Your doctor can easily arrange a blood test to measure thyroid-stimulating hormone (TSH) concentration. If the test result is positive, your thyroid is probably fine. However, it is possible to have mild hypothyroidism, even if the TSH is normal.

If your TSH is in the upper part of the normal range, but you suspect you have hypothyroidism, it's worth measuring your free T4 (thyroid hormone level) and thyroperoxidase (TPO) antibodies. If your free T4 is frankly low or your TPO antibody test comes back high, it's possible - but not certain - that you'll benefit from a thyroid hormone treatment.

Is it possible to avoid becoming deficient in thyroid hormone? Maybe. While there are no known interventions to stop an autoimmune attack on the thyroid, normal thyroid function requires adequate vitamins and minerals, including iodine, selenium and iron.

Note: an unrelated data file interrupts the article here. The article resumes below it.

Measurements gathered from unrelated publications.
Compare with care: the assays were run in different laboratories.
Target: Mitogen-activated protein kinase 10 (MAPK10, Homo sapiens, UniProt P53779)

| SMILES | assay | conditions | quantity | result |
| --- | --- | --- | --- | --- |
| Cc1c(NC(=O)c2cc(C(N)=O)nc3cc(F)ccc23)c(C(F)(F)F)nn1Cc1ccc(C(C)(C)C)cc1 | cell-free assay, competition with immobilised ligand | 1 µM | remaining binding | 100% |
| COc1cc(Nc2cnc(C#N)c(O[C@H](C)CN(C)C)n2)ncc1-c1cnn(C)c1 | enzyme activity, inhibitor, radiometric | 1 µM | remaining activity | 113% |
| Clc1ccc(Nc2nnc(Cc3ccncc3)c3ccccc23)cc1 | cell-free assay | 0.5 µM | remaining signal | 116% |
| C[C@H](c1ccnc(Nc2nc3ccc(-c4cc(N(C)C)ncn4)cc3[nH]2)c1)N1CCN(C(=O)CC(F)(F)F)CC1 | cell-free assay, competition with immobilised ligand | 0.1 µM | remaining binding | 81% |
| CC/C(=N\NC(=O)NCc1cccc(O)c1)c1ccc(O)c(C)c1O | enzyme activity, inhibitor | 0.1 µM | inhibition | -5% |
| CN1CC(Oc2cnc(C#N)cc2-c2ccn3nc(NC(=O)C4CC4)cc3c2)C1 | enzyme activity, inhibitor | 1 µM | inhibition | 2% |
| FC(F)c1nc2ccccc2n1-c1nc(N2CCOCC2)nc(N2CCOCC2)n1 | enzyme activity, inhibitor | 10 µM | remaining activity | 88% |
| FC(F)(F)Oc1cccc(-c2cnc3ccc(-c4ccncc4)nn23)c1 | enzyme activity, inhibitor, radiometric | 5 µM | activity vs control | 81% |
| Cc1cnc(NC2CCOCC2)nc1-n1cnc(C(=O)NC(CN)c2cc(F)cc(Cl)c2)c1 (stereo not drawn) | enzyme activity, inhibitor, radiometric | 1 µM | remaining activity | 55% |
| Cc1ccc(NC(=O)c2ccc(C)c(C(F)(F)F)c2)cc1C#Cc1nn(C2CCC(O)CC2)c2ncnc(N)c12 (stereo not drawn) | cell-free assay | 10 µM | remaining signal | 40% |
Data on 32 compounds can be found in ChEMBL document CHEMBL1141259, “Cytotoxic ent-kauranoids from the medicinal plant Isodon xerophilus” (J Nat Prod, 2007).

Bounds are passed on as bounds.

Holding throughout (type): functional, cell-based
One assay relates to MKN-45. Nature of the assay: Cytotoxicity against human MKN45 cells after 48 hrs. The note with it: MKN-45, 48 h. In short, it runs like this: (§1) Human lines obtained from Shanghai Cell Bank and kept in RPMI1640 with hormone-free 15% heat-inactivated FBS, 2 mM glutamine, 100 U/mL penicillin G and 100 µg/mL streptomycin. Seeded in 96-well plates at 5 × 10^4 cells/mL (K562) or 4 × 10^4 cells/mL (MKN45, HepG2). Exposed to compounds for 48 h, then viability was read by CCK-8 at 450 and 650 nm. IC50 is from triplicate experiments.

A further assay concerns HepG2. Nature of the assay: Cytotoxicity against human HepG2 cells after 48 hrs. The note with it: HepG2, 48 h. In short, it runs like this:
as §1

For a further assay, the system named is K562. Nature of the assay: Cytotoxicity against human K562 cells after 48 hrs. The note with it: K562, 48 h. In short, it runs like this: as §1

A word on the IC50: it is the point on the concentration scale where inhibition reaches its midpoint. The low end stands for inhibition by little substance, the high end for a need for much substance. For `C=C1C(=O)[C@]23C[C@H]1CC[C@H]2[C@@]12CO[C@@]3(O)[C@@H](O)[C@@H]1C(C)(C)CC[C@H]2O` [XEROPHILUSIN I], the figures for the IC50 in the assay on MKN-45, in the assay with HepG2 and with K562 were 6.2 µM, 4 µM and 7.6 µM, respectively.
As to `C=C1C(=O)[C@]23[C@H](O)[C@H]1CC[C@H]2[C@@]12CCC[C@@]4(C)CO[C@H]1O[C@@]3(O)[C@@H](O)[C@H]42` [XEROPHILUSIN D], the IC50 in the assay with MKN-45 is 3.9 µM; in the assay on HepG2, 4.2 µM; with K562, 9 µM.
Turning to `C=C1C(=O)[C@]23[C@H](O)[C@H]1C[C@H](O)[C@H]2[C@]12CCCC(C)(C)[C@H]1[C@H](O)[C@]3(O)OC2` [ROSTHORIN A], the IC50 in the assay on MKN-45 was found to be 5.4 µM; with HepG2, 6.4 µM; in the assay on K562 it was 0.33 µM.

What if you've optimized your vitamin and mineral intake, but are still suffering from low thyroid hormone levels? The most common cause of hypothyroidism is an autoimmune reaction against the thyroid gland. This is typically treated with T4 supplement in the form of levothyroxine, which the body converts into the active form of thyroid hormone, called T3. Some people with hypothyroidism will also benefit from adding T3 (liothyronine) to their T4 therapy.

Still other people prefer dried pork thyroid (contains T4 and T3), although this treatment remains controversial and is not accepted by all health professionals.